The results are in and already causing shockwaves across the world. Approximately 17 million people voted for Leave, Nigel Farage hopped gleefully from TV interview to TV interview (quickly establishing the £350m a week pledge to the NHS was ‘a mistake’) and David Cameron has said he will step down.
Immediate uncertainty seems a given – in the opening minutes of trade, the LSE fell more than 8% and homebuilders (Persimmon and Taylor Wimpey were down 24% each) and banks were really feeling the hit (Barclays and RBS fell around 30%). The FTSE 250 dropped 11.4%, its worst decline on record. Earlier on, the value of the pound also plunged as the referendum decision became clear. At one point it was $1.3305 – a low not seen since 1985.
The currency's weakness was seen across the board - declining 16% against the yen and 7.2% against the euro.
So where did it go wrong?
At MT’s Future of Work conference yesterday, Martin Sorrell suggested that the Remain campaign made one crucial error. ‘The Remain campaign stayed totally focused on the economy and I think if I can be so bold, that was a mistake,’ he said. ‘This is not a general election, this is a referendum. The advisers to the Remain campaign suggested the economy was the only issue the Remain campaign should focus on and not sovereignty or immigration and that was a strategic mistake. It was a fundamental misunderstanding of this referendum – it’s not just an economic issue, it’s an emotional issue.’
A Conservative party in turmoil?
Cameron has said, ‘The British people have made a very clear decision to take a different path and as such I think the country requires fresh leadership to take it in this direction.’ Many are expectantly waiting the Chancellor to follow suit and step down too.
The result has already been celebrated by far-right parties across Europe, including Marine Le Pen’s National Front (who changed her profile picture on Twitter to the Union Jack). And Labour’s Lord Mandelson has predicted the Conservatives will continue to swing right. ‘The right wing now have the upper hand and that’s the direction in which the Conservative party are going to go,’ he said.
‘Goodness knows what happens to the Conservative party,’ Sorrell told MT bluntly. And of course a Brexit will have wider ramifications across the political sphere too. ‘When I was listening to Nicola Sturgeon, she made it clear Scotland would be an independent country operating in Europe,’ Sorrell added. ‘We could be back at the referendum polls sooner than we thought in the case of Scotland.’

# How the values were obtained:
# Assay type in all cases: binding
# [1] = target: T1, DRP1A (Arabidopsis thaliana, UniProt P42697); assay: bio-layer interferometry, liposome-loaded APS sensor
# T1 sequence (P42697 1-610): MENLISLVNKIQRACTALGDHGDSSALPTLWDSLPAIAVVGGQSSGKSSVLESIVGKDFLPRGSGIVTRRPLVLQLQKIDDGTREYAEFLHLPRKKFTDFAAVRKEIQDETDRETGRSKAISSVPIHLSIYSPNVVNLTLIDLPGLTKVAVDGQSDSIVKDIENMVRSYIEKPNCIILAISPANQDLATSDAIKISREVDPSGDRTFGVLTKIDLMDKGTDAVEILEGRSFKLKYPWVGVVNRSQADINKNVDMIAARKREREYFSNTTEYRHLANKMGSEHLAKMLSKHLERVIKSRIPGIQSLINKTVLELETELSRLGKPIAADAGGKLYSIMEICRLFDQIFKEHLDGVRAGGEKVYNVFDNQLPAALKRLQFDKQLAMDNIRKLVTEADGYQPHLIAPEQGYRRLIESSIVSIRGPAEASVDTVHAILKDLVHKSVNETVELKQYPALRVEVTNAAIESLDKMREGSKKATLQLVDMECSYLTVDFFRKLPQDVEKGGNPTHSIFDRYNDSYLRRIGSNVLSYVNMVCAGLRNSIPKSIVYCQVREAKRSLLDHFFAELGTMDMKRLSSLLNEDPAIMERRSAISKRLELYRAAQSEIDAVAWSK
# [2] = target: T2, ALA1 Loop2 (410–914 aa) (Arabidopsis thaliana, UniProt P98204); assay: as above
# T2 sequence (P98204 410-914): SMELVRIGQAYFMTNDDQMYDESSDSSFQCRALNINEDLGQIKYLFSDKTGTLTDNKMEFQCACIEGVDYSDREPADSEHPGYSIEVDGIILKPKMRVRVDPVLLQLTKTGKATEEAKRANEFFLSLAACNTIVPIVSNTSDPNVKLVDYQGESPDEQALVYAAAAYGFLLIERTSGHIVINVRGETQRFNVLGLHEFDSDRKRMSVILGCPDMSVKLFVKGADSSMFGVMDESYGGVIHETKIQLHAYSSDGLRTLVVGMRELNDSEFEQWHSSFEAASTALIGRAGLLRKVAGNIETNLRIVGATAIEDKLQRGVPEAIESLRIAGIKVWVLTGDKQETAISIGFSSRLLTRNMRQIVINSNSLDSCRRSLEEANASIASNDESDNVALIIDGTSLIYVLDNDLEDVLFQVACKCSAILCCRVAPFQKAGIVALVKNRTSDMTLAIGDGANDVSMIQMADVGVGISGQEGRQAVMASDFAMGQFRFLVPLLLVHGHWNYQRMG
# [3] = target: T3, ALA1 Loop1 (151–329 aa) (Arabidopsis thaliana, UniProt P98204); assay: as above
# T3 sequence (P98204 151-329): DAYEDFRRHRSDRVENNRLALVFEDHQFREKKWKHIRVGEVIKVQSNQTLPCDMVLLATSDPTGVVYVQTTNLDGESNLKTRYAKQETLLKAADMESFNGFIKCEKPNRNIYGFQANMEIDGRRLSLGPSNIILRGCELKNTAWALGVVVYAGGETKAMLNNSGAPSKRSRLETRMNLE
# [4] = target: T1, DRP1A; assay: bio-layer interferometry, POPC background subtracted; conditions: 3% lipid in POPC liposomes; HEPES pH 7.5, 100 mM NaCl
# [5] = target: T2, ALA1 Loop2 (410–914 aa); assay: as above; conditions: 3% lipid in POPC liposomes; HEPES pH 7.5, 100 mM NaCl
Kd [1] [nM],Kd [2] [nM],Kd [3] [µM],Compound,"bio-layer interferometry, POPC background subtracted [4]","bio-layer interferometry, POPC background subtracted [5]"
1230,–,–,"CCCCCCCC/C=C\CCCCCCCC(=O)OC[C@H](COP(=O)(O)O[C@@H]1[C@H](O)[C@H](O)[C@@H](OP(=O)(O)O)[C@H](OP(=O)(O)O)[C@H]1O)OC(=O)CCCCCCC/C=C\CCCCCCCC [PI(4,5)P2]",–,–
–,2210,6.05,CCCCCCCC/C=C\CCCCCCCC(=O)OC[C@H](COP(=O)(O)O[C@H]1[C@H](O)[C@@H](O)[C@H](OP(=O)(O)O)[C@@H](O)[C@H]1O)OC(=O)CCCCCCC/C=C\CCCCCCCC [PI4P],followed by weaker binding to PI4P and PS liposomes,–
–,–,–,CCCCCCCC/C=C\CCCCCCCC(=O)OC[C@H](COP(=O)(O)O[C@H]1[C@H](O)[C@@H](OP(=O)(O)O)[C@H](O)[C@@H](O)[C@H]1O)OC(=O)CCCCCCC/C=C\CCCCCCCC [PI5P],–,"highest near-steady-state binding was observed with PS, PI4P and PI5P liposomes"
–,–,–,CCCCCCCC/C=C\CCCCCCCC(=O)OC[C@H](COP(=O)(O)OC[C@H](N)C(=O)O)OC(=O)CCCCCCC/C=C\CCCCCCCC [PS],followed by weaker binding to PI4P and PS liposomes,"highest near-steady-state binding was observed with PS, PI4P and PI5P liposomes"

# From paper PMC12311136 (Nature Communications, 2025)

Understanding Article 50
The guidance for how an exit from the EU in Article 50 of the Treaty of Lisbon should be navigated is pretty brief. Cameron wants the next leader to take on the responsibility of triggering Article 50 – making it a formal declaration of the intent to withdraw. But it’s likely the rest of the EU will want the UK to get on with it to prevent uncertainty lingering longer, so next week’s meeting between Cameron and his counterparts at a European Council summit will reveal who wins that tussle.
Once Article 50 is triggered, it starts a two year countdown and after that the Treaties will no longer apply to Britain. The terms of exit will be negotiated by the 27 members (and each will have a veto).
Carney tries to calm the nation’s nerves
Amid many jitters, Mark Carney has tried to be a voice of reason and rationale. Market volatility can be expected he said, but the governor of the Bank of England stressed, ‘We’re prepared for this.’ He added that it will take some time for the UK to build new relationships with the EU and the world. But the Bank of England ‘will not hesitate to take additional measures as markets adjust.’
What are businesses waiting for?
Most economic experts have predicted that the value of the pound will take a hefty hit in the medium term. So buying from other countries will become more expensive, inflation will rise and what the UK sells to other countries will become cheaper.
There could yet be barriers to trade in the form of higher tariffs when Westminster and Brussels have negotiated an exit. A question mark lingers over the single market too – the likes of Michael Gove and Nigel Farage want to wash their hands of it entirely, as it would involve accepting free movement of labour and unlimited immigration from the EU.
Establishing the new trading relationship will be a challenge though – EU leaders have claimed settling agreement on this could take another five years. Businesses of course want the easiest terms possible to halt economic disintegration; political leaders however, will likely want harsh conditions to serve as a deterrent to other member states.
Uncertainty is the word of the day and it’s likely to stay so for the foreseeable future, until the EU's stance becomes clear and it's established who will take the lead on Britain’s side.